Amberjack tacos with homemade “tortillas”

December 20th, 2005 by: cheyenne

So far we’ve caught a lot of bonito; yesterday however (uh, that was around Dec. 14th), during a gnarly full-day sail in 30+ winds and steep chop, we somehow managed to get a 30-inch amberjack on board. We got into Los Frailes around 8pm but were starving so we cooked up about half the fish for dinner (typical bedtime occurs around 7pm ’cause we’re dorks). The other half we saved for breakfast Fish Tacos.

Preparation of the fish (Joshua the master fish flayer expertly sliced the thing into about eight fat filets)
* Mix together some oregano, cumin, and chili powder and sprinkle over the filets
* Dredge the filets in some flour
* Put a couple of tablespoons of olive oil in a frying pan and once hot, add some smished garlic. Let this sizzle for 30 seconds and toss in the fish.

Cook covered until perfectly done, maybe 3 or 4 minutes on each side. While this was going, we started cooking the tortillas.

Tortillas. I don’t know how to actually make tortillas but a random package left over from San Diego revealed a shockingly simple ingredient list: flour, water, some sort of fat (lard, vegetable shortening, whatever), and salt.
To make six 8-inch tortillas, use 1 cup flour, two blobs of fat (I used this weird margarine stuff we ended up with from Bahia de los Tortugas), a healthy pinch of salt, and some water. First I mix the flour and salt, then cut in the fat until it is evenly distributed, then add water until the dough is The Right Consistency. The Right Consistency is soft like cookie dough but more bread dough-like; it should go together in a ball very easily and be soft but not too terribly sticky. I kneaded it a bit (I have no idea if this is what you are supposed to do)—maybe 10-15 kneads to a minute or so. Then divide the dough into 6 balls.

** Internet research right before posting yields this possibly crucial step: knead 1-3 minutes, then divide into balls, THEN let the balls rest for 10-45 minutes before rolling out into flats (there are many methods evidently…I haven’t tried them yet).**

Now on a floured board, roll out the dough balls into tortillas. I have been using my muddler and trying to ignore the fact that I haven’t had a chance to use the muddler yet for mojitos. It works okay for the tortillas though and I keep in mind my mojito moment will come.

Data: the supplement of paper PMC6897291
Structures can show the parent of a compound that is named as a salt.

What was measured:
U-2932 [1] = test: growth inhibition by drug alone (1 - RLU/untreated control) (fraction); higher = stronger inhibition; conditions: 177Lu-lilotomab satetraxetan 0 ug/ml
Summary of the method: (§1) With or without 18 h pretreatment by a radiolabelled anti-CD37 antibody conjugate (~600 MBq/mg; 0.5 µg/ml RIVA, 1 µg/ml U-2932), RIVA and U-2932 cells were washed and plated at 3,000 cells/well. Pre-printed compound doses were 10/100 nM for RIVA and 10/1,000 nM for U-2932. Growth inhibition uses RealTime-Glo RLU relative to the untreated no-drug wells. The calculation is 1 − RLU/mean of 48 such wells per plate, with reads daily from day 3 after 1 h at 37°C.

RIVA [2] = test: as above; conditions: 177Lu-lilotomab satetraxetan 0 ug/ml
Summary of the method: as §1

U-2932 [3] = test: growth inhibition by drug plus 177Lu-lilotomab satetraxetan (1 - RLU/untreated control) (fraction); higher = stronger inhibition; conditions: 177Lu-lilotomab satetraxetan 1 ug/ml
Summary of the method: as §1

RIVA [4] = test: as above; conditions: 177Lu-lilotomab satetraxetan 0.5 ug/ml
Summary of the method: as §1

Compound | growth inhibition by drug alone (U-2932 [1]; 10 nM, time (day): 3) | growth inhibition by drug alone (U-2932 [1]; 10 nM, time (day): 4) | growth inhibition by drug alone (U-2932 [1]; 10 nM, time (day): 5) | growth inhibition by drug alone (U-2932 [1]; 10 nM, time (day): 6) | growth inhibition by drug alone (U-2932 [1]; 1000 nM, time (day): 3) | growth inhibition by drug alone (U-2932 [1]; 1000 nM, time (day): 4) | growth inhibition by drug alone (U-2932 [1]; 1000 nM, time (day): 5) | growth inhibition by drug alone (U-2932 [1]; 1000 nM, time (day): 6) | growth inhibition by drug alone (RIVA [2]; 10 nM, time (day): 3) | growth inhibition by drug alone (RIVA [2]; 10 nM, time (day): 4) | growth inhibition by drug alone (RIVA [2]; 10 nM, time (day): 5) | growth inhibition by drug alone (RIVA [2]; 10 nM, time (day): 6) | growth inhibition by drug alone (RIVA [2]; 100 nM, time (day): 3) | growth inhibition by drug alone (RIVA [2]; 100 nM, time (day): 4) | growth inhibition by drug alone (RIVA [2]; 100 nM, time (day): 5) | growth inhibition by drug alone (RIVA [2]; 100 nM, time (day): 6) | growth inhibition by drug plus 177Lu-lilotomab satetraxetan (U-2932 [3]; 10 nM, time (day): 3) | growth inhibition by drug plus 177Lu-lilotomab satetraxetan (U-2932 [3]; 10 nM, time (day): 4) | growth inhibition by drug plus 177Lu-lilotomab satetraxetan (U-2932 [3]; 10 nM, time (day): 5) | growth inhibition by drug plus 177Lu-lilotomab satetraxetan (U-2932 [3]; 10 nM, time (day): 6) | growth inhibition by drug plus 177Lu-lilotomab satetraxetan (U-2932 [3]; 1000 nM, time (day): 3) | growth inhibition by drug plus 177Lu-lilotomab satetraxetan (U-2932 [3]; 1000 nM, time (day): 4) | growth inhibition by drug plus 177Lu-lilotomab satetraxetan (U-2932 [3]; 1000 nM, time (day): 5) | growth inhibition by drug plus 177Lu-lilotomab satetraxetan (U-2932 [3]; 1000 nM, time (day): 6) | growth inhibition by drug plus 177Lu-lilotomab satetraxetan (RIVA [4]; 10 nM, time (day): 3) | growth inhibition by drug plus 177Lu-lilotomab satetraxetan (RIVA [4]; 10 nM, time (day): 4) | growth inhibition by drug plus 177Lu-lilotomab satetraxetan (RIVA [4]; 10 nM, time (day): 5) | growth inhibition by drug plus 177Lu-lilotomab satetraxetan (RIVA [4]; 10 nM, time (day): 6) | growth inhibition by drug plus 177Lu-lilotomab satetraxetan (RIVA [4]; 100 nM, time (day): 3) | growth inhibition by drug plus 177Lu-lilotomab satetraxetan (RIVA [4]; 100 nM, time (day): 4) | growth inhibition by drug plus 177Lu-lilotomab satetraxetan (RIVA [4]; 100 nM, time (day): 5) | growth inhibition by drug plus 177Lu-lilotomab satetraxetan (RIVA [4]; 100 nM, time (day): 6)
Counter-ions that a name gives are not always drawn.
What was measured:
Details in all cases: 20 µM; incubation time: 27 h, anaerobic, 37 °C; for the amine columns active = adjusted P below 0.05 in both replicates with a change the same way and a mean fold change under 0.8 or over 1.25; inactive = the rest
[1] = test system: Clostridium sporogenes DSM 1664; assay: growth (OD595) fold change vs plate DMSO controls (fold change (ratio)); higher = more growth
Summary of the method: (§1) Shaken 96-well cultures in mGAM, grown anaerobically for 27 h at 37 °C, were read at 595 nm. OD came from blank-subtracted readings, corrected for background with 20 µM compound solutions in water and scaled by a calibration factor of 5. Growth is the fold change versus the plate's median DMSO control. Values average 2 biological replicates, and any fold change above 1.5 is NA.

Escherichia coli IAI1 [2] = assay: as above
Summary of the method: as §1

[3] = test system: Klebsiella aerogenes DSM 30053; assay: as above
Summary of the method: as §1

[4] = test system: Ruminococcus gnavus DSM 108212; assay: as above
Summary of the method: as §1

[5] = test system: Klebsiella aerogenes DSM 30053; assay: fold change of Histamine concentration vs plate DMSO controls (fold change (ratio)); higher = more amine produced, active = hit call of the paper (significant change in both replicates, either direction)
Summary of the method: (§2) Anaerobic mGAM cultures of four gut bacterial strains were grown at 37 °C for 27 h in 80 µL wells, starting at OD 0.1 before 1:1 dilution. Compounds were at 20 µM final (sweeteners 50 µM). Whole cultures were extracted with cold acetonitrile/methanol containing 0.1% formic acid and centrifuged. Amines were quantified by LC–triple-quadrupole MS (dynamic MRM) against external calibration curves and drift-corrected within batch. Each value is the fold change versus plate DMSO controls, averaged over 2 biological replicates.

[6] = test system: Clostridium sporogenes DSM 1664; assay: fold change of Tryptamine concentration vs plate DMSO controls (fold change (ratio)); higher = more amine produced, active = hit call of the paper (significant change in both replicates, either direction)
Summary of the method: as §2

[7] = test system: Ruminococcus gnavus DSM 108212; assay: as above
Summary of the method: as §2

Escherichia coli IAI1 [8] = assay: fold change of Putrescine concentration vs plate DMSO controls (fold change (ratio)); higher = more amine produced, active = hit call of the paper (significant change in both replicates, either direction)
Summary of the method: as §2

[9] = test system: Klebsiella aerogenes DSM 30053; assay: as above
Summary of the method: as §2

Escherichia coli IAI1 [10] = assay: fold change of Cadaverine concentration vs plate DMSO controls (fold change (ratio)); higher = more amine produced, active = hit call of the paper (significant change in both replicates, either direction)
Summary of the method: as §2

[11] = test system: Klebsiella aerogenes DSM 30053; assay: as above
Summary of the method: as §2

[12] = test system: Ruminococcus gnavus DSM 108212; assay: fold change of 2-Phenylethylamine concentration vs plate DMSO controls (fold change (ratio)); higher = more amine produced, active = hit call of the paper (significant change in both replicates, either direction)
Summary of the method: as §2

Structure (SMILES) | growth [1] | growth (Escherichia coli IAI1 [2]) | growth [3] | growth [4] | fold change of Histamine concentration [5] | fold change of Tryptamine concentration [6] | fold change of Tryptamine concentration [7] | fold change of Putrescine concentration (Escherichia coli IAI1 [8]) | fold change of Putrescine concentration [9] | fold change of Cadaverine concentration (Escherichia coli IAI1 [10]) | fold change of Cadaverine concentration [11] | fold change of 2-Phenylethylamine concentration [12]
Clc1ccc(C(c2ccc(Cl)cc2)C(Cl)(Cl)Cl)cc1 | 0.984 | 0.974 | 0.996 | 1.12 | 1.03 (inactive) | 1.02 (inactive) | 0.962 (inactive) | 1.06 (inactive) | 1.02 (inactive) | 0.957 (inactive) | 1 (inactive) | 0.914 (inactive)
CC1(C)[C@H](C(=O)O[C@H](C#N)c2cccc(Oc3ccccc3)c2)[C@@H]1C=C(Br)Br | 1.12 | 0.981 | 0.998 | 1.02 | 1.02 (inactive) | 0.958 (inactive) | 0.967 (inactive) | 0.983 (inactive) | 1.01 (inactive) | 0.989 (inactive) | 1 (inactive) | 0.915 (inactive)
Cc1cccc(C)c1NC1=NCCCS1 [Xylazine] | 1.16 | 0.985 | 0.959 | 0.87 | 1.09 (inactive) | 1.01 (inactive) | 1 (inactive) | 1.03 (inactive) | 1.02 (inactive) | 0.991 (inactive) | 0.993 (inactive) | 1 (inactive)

When tortillas are ready to go, just pop them on a hot griddle (I use the fantastic flat iron skillet previously mentioned in the Naan “Let’s Cooking”). The griddle should be hot enough so that they immediately start to bubble; don’t burn them though because, well, duh.

hand made tortilla on the stove

That’s it! Put together your tacos with whatever is lying around: pico de gallo, hot sauce, chopped cabbage, avocado.

2 Comments on “Amberjack tacos with homemade “tortillas””

  1. Grant Douglass says:

    Hey Guys, I heard that Jeff is back in Rockport but I have yet to speak with him. I am anxious to hear all his tales – Russia, Alaska, etc. – and Time Machine.

    A word about Bonito: They can be very fine table fare if you remove the substantial dark red blood-line (which, incidentally, is most of the fish) that runs from head to toe and cook the remaining fillet while fresh. The very best use of the Bonito, however, is live bait. Remove the live bonito from the hook, quickly place him on another rod with a larger hook (hook the live bonito – dare I say -through the eye sockets or through the top of the back and toss back into the sea). Wahoo, Dorado, large Amberjacks and other larger, better-eating fish will devour your live bait. If you prefer, you can chop up the bonito into bite sized pieces and fish on the bottom for snapper, grouper and such.

    Just my two cents worth.

    Enjoying the blog,


  2. joshua says:

    We like the bonito ok. We’re always happy to have fresh fish, but we also want variety. Most of the ones we’ve caught seem too big to use live/whole as bait. We don’t have a freezer, so we don’t want to catch something huge that we can’t eat in a day or so. We sometimes catch these little chub mackeral that seem better sized for bait. We’ve eaten these too and they’re not bad, but you’d need more than one and they’re a pain to fillet. Next time I’ll try using it as live bait like you suggest.

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Cheyenne Weil, Joshua Coxwell